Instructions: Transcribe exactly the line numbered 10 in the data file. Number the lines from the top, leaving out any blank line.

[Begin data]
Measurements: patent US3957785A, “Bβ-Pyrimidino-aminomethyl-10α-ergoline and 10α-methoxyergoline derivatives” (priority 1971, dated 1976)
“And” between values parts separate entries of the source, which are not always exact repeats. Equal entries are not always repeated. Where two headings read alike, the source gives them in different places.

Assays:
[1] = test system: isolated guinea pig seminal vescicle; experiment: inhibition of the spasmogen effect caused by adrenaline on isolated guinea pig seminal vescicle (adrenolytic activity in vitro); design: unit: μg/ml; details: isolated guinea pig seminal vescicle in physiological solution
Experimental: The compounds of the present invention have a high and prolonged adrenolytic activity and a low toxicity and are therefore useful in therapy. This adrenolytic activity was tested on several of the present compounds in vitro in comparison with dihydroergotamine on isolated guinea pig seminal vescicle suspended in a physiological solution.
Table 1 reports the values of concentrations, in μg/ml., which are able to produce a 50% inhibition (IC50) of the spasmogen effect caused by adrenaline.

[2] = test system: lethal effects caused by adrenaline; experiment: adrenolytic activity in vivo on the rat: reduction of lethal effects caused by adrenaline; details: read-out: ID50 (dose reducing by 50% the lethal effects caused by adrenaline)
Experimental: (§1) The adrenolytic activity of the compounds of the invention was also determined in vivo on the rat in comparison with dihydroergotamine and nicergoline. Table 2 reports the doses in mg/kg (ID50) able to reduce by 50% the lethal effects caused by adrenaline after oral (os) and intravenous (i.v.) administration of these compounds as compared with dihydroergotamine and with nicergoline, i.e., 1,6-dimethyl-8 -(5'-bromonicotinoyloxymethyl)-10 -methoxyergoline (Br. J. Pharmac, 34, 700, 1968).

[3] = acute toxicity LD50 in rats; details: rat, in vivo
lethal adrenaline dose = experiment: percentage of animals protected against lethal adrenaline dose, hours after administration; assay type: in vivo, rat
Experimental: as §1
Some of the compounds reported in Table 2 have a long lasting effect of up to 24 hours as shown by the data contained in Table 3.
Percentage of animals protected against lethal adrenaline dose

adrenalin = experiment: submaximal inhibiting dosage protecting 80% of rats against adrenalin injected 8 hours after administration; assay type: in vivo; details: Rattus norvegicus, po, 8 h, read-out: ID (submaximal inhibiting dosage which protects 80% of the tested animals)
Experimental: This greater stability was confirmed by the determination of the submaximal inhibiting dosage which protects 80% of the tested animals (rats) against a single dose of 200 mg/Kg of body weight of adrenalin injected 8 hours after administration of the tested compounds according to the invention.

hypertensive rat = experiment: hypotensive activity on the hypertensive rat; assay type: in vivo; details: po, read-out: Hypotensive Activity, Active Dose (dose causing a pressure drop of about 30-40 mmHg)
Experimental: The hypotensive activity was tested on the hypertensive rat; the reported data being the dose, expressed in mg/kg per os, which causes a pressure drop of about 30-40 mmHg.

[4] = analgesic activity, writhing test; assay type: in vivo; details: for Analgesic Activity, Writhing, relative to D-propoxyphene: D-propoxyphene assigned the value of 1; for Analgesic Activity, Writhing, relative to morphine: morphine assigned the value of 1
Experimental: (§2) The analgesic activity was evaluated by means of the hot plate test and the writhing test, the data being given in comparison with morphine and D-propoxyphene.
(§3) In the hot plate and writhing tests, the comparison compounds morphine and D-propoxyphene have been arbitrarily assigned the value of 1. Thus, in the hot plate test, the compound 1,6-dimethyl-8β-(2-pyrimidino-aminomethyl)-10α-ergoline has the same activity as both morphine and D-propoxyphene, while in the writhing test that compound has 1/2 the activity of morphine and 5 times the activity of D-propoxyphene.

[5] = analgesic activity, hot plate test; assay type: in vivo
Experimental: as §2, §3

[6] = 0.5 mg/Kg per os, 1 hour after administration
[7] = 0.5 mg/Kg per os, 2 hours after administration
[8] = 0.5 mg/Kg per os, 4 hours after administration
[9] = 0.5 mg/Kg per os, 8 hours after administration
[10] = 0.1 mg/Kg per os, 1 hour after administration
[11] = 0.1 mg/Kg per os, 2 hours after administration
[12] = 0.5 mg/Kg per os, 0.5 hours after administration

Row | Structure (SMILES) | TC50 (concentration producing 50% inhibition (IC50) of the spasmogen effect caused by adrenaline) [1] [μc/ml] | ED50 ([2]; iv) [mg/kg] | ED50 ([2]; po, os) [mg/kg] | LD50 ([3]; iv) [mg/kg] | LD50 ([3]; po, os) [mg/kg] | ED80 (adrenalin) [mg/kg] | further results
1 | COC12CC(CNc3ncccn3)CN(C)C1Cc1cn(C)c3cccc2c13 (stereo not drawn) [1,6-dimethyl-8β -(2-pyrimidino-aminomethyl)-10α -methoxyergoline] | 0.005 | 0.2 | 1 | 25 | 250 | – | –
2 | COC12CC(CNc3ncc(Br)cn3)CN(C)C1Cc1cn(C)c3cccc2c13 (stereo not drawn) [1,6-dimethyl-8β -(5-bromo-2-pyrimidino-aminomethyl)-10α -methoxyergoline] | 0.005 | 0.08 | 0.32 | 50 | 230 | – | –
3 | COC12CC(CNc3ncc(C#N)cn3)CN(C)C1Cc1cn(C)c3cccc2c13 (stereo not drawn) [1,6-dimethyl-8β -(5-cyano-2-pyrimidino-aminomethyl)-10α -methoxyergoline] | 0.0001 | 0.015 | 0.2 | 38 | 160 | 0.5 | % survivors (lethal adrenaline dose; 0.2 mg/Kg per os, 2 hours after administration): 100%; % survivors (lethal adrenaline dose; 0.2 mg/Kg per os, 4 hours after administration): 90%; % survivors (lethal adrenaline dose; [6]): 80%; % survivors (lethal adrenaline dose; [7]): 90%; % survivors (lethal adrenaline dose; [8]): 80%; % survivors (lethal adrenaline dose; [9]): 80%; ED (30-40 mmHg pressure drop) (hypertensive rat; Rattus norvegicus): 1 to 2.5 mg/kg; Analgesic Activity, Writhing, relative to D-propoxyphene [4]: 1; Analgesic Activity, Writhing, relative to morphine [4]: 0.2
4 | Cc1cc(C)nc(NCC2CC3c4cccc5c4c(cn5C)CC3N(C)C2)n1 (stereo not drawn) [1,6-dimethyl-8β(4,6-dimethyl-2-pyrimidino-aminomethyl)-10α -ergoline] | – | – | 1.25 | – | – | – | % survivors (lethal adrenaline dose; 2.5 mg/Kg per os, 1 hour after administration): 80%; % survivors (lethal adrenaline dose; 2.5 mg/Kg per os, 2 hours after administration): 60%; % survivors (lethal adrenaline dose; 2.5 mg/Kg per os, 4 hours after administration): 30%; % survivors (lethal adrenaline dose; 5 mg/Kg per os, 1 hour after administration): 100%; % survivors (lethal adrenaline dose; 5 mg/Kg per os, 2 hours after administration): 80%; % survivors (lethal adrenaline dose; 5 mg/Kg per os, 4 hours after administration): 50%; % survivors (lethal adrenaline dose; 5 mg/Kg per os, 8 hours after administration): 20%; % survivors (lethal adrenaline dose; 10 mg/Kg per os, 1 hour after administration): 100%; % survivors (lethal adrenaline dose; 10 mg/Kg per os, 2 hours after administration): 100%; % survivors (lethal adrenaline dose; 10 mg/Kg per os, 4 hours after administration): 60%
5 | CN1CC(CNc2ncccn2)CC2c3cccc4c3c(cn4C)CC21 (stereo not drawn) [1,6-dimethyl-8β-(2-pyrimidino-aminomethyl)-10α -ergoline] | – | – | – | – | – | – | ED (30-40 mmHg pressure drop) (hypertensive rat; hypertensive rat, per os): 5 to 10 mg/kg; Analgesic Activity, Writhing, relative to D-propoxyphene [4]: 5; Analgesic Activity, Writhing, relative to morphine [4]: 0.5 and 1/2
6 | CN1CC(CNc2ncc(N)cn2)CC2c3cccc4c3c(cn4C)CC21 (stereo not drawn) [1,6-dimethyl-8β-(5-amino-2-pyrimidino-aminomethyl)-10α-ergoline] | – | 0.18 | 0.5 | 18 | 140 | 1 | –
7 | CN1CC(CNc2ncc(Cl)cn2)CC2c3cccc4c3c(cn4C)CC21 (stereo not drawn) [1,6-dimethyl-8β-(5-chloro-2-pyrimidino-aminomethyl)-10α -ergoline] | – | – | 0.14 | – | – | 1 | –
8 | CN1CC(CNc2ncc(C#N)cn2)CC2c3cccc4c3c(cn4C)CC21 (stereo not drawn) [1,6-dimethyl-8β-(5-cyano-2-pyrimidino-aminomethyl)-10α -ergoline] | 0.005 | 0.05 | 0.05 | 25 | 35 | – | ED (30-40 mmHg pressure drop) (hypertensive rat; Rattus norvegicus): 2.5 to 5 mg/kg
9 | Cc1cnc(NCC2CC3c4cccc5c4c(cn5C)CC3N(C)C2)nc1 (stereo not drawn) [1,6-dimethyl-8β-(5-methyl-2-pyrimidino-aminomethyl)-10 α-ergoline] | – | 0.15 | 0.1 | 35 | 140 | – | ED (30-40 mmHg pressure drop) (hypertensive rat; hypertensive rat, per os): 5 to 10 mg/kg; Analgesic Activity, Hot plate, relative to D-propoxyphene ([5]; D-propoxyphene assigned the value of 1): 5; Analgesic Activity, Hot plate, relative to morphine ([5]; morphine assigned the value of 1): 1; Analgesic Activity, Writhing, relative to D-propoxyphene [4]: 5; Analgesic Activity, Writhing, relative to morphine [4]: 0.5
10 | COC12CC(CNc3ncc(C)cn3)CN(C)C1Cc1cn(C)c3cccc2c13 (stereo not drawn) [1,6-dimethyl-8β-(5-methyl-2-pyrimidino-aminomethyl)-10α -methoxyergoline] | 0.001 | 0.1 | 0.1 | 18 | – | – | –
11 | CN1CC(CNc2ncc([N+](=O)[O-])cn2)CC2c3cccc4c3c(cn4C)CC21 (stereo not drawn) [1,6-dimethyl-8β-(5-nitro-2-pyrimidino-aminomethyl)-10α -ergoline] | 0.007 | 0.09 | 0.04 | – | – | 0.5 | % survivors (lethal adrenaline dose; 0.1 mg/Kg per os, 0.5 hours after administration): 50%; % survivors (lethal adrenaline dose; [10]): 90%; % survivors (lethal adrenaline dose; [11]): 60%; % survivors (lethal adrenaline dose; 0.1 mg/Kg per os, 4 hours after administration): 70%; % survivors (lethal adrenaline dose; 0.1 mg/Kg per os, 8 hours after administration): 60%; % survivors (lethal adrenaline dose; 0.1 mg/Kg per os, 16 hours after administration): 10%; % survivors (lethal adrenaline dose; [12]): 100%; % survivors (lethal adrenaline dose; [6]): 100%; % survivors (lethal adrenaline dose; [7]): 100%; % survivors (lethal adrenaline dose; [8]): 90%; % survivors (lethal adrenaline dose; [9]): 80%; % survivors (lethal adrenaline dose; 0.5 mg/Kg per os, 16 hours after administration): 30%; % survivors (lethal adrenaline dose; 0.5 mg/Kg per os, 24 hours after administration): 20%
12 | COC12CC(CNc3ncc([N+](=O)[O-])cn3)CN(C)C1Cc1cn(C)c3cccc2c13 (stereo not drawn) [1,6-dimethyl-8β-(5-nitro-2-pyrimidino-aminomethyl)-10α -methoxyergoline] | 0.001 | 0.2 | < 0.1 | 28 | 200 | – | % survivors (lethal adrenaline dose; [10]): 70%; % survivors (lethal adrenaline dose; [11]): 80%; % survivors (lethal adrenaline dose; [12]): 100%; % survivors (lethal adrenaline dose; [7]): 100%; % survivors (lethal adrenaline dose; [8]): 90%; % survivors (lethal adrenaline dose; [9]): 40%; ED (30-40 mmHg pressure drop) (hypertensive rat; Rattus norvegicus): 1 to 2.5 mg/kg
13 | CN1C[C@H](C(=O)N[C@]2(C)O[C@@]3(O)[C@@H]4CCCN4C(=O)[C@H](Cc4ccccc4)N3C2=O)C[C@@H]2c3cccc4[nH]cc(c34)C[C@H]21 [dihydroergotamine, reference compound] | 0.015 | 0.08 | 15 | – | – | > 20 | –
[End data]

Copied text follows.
lethal adrenaline dose = experiment: percentage of animals protected against lethal adrenaline dose, hours after administration; assay type: in vivo, rat